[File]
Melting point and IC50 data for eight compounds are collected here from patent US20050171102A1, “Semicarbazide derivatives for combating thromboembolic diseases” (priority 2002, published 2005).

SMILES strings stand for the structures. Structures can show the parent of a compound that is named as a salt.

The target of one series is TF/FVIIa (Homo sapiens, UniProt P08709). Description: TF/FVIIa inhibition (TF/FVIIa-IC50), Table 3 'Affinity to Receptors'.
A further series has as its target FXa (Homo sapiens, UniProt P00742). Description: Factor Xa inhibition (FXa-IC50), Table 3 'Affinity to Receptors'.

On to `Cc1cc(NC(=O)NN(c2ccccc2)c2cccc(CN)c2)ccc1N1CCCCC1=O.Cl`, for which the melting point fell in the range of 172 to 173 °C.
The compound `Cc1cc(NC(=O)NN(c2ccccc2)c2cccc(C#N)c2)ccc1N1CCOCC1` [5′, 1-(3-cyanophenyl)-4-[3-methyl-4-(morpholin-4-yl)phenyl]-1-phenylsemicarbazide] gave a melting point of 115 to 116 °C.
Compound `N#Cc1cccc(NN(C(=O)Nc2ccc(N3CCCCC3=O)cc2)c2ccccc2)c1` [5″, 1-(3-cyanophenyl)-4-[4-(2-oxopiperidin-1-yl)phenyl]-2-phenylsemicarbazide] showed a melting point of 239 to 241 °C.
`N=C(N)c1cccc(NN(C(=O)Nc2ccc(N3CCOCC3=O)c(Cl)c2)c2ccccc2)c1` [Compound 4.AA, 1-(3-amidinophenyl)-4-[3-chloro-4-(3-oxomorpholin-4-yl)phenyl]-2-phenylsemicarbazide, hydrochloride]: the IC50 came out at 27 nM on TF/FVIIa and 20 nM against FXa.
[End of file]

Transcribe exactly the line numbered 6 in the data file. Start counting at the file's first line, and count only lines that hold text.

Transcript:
The compound `Cc1cc(NC(=O)NN(c2ccccc2)c2cccc(C#N)c2)ccc1N1CCOCC1` [5′, 1-(3-cyanophenyl)-4-[3-methyl-4-(morpholin-4-yl)phenyl]-1-phenylsemicarbazide] gave a melting point of 115 to 116 °C.